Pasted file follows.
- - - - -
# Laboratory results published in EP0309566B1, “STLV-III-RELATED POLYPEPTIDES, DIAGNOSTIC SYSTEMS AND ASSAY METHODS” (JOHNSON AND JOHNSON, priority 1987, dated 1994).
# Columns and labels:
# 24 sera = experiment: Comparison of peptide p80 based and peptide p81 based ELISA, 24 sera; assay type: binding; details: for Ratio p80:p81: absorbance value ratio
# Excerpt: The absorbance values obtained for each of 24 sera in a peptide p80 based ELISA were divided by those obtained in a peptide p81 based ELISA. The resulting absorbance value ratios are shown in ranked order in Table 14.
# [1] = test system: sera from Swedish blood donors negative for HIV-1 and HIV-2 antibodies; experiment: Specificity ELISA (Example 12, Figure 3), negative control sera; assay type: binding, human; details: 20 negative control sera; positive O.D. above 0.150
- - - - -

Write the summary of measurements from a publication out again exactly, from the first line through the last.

# Laboratory results published in EP0309566B1, “STLV-III-RELATED POLYPEPTIDES, DIAGNOSTIC SYSTEMS AND ASSAY METHODS” (JOHNSON AND JOHNSON, priority 1987, dated 1994).
# Columns and labels:
# 24 sera = experiment: Comparison of peptide p80 based and peptide p81 based ELISA, 24 sera; assay type: binding; details: for Ratio p80:p81: absorbance value ratio
# Excerpt: The absorbance values obtained for each of 24 sera in a peptide p80 based ELISA were divided by those obtained in a peptide p81 based ELISA. The resulting absorbance value ratios are shown in ranked order in Table 14.
# [1] = test system: sera from Swedish blood donors negative for HIV-1 and HIV-2 antibodies; experiment: Specificity ELISA (Example 12, Figure 3), negative control sera; assay type: binding, human; details: 20 negative control sera; positive O.D. above 0.150